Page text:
November 20, 2019

Movie salutes the colorful Ed Koch

New York Mayor Edward Irving Koch, universally addressed as “Ed,” was a master of timing and promotion.

So one may assume that he would have applauded the timing of his departure, at 88, on Feb. 1, which coincided with the release in his home city of the documentary “Koch,” to boffo box office.

Born in the Bronx to Jewish immigrants from Poland, Koch became not only the chief executive but also the incarnation of New York City — brash, argumentative, resilient, as much a man of action as of words.

As one observer noted on his passing, if Koch made it to heaven, he would let it be known that the place was quite inferior to Manhattan.

First-time filmmaker Neil Barsky, along with producer Jenny Carchman and editor Juliet Weber, has done a remarkable job in catching his subject’s multifaceted personality and the ups and downs of the city he loved and molded.

Previously a reporter for the Long Island Jewish Press, New York Daily News and Wall Street Journal, Barsky said that as director, he approached the story “like a journalist.”

In our era of colorless politicians — think Senate Majority Leader Harry Reid or House Speaker John Boehner — one longs for the man who could say, after he was defeated for a fourth term as mayor, “The people have spoken — and the people must be punished.”

 After serving as an infantryman during World War II, Koch became a lawyer and won a seat in Congress, serving from  1969 to 1977.          

The next year, he was elected mayor, at a time when the Big Apple seemed to be falling apart, plagued by crime, graffiti, a subway strike and in a deep financial hole.

By the end of his first four-year term, Koch had largely turned the city around, and for his second term he was endorsed by both the Democratic and Republican parties, earning about 75 percent of the vote.

From left: Ed Koch and director Neil Barsky Photo by Julie Cunnah

He launched an ambitious public-housing program and cleaned up a porn-ridden Times Square, but his political career went downhill during his third term.

Many of his political appointees were caught in bribery and extortion scandals, and although Koch himself was never accused of wrongdoing, apparently even New Yorkers were getting tired of their high-decibel mayor.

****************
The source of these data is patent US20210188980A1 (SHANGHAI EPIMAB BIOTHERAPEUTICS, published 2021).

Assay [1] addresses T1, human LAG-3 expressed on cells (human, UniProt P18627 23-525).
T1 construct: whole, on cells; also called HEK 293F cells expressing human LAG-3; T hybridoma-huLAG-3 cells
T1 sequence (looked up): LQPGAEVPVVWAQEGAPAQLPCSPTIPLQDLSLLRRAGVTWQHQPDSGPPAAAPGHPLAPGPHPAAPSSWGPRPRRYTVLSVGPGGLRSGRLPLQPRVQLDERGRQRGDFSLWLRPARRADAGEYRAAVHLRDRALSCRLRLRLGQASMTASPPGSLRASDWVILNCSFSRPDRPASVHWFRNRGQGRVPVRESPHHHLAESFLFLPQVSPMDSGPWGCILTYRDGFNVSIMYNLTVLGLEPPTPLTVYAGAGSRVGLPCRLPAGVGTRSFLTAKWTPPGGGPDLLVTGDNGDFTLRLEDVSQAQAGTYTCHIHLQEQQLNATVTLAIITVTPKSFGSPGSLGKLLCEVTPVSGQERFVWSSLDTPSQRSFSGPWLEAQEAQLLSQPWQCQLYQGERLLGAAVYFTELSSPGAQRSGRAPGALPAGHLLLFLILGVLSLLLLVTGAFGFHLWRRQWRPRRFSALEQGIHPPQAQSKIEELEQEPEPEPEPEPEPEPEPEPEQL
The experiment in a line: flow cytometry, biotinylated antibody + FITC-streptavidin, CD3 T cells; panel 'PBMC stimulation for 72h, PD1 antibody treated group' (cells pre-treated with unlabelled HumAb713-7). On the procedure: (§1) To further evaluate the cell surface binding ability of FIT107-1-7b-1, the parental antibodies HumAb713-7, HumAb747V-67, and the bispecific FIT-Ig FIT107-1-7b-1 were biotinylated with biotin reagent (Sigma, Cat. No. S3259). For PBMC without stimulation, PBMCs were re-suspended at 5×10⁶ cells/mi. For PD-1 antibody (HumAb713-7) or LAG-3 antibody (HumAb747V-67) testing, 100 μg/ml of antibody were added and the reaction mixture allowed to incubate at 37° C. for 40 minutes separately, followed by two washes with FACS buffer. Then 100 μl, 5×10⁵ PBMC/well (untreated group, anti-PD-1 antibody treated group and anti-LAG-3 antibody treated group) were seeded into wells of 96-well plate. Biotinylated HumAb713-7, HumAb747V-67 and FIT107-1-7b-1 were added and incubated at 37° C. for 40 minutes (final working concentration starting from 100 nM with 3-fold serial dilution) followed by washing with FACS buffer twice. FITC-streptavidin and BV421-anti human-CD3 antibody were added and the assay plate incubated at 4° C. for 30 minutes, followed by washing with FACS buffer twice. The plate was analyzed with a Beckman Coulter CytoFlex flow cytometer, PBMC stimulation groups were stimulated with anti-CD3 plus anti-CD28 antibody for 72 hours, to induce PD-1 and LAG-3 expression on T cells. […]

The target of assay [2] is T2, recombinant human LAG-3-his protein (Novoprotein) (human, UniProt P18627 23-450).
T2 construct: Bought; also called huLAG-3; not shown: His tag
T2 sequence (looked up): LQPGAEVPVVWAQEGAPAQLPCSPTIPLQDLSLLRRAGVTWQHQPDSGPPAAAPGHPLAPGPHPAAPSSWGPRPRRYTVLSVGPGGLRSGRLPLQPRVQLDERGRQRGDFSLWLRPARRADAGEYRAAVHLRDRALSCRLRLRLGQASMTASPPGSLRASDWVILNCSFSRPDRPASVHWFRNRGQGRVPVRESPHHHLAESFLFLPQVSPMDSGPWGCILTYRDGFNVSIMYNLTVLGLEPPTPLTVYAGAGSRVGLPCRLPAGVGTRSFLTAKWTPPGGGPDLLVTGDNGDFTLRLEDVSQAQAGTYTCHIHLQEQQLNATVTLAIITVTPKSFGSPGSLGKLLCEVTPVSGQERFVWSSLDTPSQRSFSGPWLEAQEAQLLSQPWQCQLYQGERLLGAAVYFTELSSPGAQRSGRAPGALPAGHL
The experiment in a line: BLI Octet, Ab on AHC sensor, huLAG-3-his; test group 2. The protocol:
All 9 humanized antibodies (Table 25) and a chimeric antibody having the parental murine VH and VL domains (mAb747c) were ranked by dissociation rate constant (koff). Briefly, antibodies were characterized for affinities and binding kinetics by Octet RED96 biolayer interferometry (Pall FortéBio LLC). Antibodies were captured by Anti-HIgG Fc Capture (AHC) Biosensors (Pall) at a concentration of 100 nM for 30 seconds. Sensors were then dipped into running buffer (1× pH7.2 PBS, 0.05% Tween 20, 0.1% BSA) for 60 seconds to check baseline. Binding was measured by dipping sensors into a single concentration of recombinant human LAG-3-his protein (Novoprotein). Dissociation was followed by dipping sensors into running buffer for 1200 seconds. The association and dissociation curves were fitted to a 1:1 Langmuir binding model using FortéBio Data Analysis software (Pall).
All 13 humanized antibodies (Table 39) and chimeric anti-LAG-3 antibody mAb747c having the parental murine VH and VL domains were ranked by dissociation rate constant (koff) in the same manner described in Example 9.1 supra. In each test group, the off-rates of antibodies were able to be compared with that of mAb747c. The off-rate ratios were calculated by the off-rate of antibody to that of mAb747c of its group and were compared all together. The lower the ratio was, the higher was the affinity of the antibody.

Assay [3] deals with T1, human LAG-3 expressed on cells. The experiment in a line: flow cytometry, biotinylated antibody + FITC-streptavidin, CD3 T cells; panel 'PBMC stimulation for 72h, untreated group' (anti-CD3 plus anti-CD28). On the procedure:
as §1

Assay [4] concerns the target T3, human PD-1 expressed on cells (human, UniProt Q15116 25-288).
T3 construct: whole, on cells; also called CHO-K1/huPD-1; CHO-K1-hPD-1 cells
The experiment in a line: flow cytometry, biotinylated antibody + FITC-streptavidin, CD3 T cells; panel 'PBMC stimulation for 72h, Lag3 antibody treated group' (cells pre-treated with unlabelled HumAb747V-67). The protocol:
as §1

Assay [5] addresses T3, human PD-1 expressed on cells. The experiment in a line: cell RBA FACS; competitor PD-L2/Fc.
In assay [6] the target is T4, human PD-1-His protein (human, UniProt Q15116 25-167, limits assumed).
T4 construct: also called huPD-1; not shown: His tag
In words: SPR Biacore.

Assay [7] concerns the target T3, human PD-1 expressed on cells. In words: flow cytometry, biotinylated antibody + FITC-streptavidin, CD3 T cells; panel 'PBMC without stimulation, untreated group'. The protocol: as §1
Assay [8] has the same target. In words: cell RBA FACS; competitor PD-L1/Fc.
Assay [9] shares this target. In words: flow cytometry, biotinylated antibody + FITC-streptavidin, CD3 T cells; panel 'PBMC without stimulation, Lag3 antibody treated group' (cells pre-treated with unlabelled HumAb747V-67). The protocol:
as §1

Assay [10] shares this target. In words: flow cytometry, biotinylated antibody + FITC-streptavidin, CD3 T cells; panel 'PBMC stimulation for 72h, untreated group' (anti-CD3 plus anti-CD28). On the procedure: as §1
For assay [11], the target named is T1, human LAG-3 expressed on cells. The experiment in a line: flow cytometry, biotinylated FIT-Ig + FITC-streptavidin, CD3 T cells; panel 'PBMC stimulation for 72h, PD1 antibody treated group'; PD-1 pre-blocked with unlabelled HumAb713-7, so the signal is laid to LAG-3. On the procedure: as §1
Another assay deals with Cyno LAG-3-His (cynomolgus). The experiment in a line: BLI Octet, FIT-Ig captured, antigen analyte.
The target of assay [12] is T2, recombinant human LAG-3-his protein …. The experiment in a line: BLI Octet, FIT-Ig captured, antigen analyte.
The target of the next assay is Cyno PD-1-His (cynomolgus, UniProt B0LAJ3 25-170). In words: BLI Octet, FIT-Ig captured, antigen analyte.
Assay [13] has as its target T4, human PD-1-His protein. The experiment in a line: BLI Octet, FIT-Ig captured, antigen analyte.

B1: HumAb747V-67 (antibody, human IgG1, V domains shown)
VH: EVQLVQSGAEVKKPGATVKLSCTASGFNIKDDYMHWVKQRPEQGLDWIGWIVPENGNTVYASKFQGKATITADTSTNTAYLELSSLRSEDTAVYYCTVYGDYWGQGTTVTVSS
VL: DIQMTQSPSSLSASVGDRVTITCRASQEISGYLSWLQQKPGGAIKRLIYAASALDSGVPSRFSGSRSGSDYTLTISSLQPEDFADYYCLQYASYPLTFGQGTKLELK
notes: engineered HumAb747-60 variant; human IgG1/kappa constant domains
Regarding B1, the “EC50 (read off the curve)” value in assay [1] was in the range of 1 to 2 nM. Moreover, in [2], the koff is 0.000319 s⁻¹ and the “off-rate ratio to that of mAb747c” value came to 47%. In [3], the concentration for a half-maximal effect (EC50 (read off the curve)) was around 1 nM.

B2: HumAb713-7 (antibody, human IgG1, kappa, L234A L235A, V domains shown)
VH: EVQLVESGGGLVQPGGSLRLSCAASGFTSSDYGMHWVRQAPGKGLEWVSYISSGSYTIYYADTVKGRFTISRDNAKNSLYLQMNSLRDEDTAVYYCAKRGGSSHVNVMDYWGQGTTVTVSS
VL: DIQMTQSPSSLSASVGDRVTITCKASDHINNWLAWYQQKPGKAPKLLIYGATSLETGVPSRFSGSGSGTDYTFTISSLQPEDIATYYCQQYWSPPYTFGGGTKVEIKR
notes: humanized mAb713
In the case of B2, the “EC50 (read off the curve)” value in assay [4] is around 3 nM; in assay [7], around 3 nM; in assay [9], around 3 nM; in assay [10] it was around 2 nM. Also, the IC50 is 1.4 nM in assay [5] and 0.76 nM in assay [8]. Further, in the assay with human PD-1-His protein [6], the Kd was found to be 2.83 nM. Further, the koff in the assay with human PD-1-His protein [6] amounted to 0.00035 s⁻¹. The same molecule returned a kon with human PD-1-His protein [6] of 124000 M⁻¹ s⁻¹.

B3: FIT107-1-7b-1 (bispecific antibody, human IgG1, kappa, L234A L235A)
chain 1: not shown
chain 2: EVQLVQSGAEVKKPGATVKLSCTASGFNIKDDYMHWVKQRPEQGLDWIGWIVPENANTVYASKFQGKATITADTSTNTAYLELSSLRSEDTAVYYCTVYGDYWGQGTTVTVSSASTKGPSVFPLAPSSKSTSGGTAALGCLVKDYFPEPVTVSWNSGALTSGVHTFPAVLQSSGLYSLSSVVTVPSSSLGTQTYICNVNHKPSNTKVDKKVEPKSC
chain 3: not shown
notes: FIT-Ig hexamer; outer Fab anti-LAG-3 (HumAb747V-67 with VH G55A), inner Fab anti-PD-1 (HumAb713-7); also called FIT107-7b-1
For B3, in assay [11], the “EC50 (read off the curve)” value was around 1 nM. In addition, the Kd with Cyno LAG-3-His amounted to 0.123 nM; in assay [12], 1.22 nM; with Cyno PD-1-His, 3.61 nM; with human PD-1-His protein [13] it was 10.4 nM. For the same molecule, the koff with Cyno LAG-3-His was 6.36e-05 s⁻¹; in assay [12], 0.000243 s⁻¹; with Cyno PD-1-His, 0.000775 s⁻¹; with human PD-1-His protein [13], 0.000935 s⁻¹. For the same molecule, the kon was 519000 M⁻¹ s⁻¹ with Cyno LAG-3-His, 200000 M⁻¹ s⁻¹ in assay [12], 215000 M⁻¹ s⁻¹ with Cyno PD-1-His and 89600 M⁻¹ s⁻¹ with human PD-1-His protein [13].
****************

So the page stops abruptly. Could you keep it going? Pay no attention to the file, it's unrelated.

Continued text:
After being defeated in 1989 for a fourth term, Koch “retired” to a second career as political commentator and movie critic and succeeded Judge Joseph Wapner as the presiding presence on the television series “The People’s Court.”

Koch’s book, “Mayor,” became a best-seller and later a successful off-Broadway musical of the same title.

Members of the Tribe might have wished that the film focused a bit more on Koch’s Jewishness, but his ethnic heritage is so obviously imprinted in his DNA that maybe it didn’t have to be spelled out.

Koch was a secular Jew, Barsky said, who attended synagogue only on High Holy Days, and he instructed that he be buried at the Trinity Church Cemetery in upper Manhattan. “It was the only Manhattan cemetery which still had space for new burials, and Ed simply couldn’t bear the idea of New Jersey as his last resting place,” Barsky said.

Koch was a lifelong bachelor and after a day of public appearances, applause and catcalls, he would return alone to his apartment, often cooking his own meals.

Throughout his election campaigns, he was dogged by rumors that he was gay, a death knell for any politician in the 1970s and ’80s.

When asked about his sexual orientation in the documentary, Koch smiles pleasantly before answering, “None of your (expletive) business.”

The one extended scene that shows Koch as a Jew and in a family setting is at a break-the-fast dinner at the end of Yom Kippur, at the home of his sister and her extended family. The occasion so mellowed the mayor that he allows a brash nephew to get the better of him in a political argument.

But it is during a visit with his chief of staff, Diane Coffey, to preview his tombstone, that Koch’s connection to his heritage and faith is fully expressed.

Chiseled on the tombstone are a Magen David, the Shema prayer in Hebrew and English, and the final words of journalist Daniel Pearl before he was beheaded by Muslim extremists: “My father is Jewish, my mother is Jewish, I am Jewish.”

There is also a bench, so that people can sit while visiting him, Koch explains.

“Koch” opens March 1 at Laemmle’s Royal Theatre in West Los Angeles, Town Center in Encino and Playhouse in Pasadena.